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Re: Are we losing out because of grammars?

On Sun, 04 Feb 2001 07:16:00, Rick Jelliffe wrote:
>From: Charles Reitzel <creitzel@mediaone.net>
>>1) Simple things should be simple.  Although subjective, 
>>I think grammars win easily by this measure.
>Aha, have we found someone who thinks XML Schemas is simple?  :-)

yeah, yeah, yeah ... well, at least for basic elements and attributes, it
could be worse ...

>This week I have been looking at XML Schemas for SVG's use of XLink. 
>innocuous usage is very hard to figure out in CR XML Schemas (I think
>something will work itself out) but trivial in DTDs and XML Schemas: so I
>think it is important not to say that what is even simple in one
>grammar-based system is simple in all.

What's a "CR XML Schema"?  I wouldn't expect link checking to be so simple.
Note, because it usually requires random access to document contents, I put
intra-document link checking in a layer over basic grammar checking.
Inter-document link checking in a layer above that.

>> To my mind, such validation is not a schema language requirement, per se.
>So to be able say "element x must have a child y" is a requirement but
>to be able say "document z must have a element y" is not?   Why?

"document z must have a element y" is *not* a basic requirement.  The simple
reason why is processing cost.  Schema designers (users of schema languages)
need predictable behavior from schema validation.  It is downright easy to
implement such checks at the application level, especially after the schema
checks out.

Also, we needed the simple stuff over a year ago.  I think the world is
tired of waiting for basic schema features until every last fine detail of
complex cases to be worked out.  It's getting silly and costing everyone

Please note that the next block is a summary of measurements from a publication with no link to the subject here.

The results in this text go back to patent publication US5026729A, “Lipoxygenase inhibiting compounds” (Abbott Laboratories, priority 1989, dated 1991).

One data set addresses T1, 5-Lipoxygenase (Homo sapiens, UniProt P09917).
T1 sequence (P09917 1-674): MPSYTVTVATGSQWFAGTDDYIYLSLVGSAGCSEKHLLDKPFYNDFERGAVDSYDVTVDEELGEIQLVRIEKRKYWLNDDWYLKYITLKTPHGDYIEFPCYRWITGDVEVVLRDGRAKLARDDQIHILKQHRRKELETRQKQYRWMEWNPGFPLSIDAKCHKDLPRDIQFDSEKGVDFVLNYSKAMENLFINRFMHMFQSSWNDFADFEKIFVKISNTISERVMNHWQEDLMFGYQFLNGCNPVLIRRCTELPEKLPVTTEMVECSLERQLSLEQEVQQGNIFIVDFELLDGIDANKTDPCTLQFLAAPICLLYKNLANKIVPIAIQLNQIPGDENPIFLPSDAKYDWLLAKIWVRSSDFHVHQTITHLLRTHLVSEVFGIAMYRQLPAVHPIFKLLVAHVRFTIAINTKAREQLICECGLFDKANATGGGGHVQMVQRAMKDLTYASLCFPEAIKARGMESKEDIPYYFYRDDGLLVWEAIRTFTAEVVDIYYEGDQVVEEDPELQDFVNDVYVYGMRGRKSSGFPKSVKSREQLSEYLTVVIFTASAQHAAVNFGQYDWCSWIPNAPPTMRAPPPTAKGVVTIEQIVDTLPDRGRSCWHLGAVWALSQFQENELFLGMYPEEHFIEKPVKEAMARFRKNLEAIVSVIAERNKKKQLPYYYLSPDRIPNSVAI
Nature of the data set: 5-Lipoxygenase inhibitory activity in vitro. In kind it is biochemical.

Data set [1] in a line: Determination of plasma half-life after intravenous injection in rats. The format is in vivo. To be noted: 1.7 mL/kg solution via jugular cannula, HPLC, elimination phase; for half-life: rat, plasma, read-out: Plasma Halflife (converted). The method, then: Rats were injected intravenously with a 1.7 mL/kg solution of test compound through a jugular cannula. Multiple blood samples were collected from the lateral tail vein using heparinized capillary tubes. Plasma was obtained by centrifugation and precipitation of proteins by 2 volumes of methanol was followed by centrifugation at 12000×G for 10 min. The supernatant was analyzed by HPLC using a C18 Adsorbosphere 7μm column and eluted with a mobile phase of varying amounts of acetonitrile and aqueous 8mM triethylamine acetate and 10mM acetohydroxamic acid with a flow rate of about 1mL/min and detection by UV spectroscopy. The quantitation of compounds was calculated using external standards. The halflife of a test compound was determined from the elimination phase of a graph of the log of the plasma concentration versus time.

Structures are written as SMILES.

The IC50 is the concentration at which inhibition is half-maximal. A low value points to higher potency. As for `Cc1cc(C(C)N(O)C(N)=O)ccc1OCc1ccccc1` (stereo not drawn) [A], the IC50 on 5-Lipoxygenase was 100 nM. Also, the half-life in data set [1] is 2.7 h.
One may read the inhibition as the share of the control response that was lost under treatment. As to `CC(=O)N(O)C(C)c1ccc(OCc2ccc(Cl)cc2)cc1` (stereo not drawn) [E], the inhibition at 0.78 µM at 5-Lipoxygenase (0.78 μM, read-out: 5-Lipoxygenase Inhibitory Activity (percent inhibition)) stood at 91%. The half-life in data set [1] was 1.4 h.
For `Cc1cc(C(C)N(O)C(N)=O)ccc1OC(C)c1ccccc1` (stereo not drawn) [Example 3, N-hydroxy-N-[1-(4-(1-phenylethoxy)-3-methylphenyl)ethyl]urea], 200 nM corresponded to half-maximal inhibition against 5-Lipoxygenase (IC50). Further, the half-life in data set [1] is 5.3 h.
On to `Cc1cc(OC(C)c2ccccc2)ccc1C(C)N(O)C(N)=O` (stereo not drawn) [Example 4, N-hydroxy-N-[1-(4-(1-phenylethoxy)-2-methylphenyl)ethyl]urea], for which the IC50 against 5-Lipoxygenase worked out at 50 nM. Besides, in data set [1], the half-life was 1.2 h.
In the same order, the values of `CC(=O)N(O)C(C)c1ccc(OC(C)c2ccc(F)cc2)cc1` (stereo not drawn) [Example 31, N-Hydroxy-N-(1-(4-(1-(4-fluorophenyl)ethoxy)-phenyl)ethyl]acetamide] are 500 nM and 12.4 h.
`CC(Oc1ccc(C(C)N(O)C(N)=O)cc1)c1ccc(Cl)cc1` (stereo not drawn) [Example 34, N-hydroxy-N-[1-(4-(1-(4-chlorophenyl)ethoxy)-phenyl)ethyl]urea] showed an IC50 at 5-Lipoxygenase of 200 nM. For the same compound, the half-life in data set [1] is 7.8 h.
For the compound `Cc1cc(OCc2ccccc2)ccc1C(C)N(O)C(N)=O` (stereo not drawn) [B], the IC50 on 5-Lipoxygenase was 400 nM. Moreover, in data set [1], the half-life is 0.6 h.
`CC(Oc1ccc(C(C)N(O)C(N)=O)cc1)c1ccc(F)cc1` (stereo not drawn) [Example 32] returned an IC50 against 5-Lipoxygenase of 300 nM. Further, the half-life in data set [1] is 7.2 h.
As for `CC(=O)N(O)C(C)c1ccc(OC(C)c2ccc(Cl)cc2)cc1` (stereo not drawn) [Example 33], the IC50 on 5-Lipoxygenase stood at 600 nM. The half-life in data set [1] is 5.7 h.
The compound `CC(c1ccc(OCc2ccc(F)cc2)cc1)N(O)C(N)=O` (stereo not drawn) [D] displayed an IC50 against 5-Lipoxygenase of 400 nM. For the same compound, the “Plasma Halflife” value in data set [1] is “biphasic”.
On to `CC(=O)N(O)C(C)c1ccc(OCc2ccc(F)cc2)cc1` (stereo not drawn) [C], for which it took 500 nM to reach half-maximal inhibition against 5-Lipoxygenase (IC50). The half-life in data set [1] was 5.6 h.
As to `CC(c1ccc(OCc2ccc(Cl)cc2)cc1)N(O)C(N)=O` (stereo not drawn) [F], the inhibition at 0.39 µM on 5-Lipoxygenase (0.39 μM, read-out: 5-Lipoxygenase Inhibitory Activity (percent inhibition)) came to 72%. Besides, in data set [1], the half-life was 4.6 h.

time, money and hair.  It was fine for committees haggle for years over C++,
as long as we had C to work with in the mean time.

>Or what about "the twelfth <month> in a <year> has 31 <days>"?  Is that a
>schema requirement? That can be expressed in some grammar languages but not

Not a basic requirement.  I don't know of any simple grammar that would
express that easily.  Rules+DOM are probably needed.  I put this at layer 3.

Of course, date and time types are basic types that should be handled at a
low level by any schema language that supports simple data types (numbers,
date/time, strings).  E.g. users shouldn't have to define calendar rules to
get a date attribute containing "1999-02-29" to fail validation.

Also, any application breaking up dates into parts probably does not
represent a generic calendar.  You are in application land again.

>What about "an xlink:locator element should not appear as the top-level
>element of a document"?  Is that a schema requirement?

Not a basic requirement.  A quick scan of the XLink spec indicates to me
that XLink imposes several constraints that involve aggregate operations or
rules (e.g. uniqueness of arcs and constraints on parent element type).  At
least Rules+DOM are needed (layer 3).  Probably a specialized XLink
validator (aka an application) is needed too.


I read your posting on benchmarking with great interest.  Your point about
comparing implementations and not languages is a good one.  Based on the
broader discussion, a decent first step might be to break schema language
features into two categories: streamable (can use SAX) and random-access
(requires DOM).

Some features might be able to use SAX for some schemas, but will need DOM
in general (e.g. XPath).  A schema language implementor could follow these

1) load the schema,
2) determine if DOM tests exist
3) load the input document
   a) applying streamable tests 
   b) if any DOM tests exist, load DOM from stream. 
4) apply DOM tests to result

To my mind, step 2) is difficult and perhaps constrained by external
libraries (e.g. XPath).  There may be some schema experts out there who feel
differently.  It might even be possible to load only those nodes in the DOM
required to evaluate the tests in the schema.

take it easy,
Charles Reitzel